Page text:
Zimbabwe court orders probe into torture claims

HARARE, Jan 8 (Reuters) - A Zimbabwean court on Thursday ordered an investigation into allegations of torture brought against the police by opposition activists charged with plotting to topple President Robert Mugabe.

The seven, including a close aide of opposition leader Morgan Tsvangirai, are charged with plotting insurrection, sabotage, banditry and terrorism. The arrests have added to doubts over chances of a political power-sharing deal.

The activists deny the charges against them and say they were tortured while in police custody. Their lawyers are seeking their release, arguing that they were abducted and not arrested properly.

"The court orders the attorney general's office to order police to investigate complaints by the accused and report by January 23," Magistrate Olivia Mariga said.

The activists' arrests have raised tensions in the country, dimming hopes that a power-sharing deal signed by Mugabe and Tsvangirai last September could be implemented. Tsvangirai has threatened to pull out of the unity deal over the arrests.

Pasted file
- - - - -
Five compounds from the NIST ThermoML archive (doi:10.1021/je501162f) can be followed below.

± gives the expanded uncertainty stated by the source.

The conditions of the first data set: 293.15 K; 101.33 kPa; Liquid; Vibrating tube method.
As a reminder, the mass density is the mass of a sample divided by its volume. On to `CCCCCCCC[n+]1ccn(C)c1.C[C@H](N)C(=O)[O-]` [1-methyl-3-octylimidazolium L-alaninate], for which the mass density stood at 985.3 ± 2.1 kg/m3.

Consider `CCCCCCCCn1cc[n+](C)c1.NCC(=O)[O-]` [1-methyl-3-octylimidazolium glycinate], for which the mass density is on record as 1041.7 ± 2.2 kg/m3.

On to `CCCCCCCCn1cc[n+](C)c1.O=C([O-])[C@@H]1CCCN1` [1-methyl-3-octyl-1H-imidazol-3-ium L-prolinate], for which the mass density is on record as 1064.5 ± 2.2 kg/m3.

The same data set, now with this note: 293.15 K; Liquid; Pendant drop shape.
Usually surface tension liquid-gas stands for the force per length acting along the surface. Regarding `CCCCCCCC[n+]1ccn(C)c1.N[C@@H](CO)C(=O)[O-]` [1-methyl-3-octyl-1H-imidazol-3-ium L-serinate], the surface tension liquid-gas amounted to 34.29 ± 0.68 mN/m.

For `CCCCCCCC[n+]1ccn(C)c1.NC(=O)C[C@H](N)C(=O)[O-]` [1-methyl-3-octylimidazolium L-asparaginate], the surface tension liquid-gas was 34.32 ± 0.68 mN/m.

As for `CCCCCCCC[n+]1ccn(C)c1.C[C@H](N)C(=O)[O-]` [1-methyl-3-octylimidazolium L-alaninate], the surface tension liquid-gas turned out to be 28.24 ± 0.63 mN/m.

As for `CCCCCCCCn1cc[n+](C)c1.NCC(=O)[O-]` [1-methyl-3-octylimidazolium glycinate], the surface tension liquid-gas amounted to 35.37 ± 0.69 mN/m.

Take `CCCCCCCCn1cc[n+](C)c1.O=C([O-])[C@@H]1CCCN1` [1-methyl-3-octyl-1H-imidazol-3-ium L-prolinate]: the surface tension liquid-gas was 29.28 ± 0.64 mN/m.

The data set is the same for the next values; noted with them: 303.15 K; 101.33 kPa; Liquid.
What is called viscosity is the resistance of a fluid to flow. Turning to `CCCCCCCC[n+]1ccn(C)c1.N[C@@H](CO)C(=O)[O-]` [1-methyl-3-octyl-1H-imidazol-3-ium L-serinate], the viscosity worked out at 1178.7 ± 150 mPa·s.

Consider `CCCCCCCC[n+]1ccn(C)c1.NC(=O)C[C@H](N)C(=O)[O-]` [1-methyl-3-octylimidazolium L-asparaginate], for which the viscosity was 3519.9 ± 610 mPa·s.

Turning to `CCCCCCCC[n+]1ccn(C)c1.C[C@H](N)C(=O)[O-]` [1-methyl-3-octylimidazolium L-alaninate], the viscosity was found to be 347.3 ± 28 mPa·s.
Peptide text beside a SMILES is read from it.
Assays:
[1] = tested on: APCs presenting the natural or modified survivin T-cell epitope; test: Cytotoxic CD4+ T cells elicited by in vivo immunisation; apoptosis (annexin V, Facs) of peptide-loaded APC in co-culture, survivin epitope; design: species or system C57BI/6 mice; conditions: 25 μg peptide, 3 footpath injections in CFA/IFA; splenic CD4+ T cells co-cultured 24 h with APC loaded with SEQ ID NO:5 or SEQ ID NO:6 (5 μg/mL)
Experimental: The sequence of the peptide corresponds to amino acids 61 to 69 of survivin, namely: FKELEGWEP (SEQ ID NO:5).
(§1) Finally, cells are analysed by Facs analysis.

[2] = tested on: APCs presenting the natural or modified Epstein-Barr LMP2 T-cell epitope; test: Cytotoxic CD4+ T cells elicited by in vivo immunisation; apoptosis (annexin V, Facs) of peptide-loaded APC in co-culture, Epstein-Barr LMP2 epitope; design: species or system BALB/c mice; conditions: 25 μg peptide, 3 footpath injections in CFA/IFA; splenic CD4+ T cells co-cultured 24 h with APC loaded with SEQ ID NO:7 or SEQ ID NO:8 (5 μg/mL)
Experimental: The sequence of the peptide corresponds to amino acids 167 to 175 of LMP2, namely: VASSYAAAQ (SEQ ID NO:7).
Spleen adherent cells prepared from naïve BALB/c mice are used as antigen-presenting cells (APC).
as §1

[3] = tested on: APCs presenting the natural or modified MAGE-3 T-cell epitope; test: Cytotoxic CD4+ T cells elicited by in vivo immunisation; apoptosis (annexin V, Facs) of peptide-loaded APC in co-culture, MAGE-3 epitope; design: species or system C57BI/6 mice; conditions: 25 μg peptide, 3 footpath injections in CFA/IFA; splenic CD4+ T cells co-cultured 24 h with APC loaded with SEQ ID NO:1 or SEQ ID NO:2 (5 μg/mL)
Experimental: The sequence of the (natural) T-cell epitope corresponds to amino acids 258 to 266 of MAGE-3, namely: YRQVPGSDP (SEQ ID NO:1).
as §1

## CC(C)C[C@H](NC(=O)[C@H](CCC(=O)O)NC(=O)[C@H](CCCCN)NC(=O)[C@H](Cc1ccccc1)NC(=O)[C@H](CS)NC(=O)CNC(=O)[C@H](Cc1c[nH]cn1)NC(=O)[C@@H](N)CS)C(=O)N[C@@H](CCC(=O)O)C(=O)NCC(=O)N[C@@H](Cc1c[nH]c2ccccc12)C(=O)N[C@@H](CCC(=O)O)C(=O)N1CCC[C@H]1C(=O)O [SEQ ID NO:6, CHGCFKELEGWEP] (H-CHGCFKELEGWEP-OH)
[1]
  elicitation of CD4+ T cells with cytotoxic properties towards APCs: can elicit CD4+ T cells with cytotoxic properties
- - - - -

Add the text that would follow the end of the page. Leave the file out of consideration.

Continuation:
The deal has been seen as a chance to rescue Zimbabwe from total economic collapse.

The court hearing will continue on Friday.

Defence lawyer Alec Muchadehama told the court his clients were facing politically motivated charges.

"There is no doubt that this case is a wholly made-up case. The accused are all MDC activists, that's what this case is about," Muchadehama said.

"Politics should be left to politicians, who should not abuse the courts for political reasons."

In a separate case, Zimbabwe's police have charged nine other activists, including rights campaigner Jestina Mukoko, with recruiting or attempting to recruit people for military action against Mugabe's government.

Opposition leader Tsvangirai won more votes than Mugabe in a presidential vote in March, but fell short of an outright win. Mugabe won a one-man run-off after Tsvangirai pulled out citing violence against his supporters.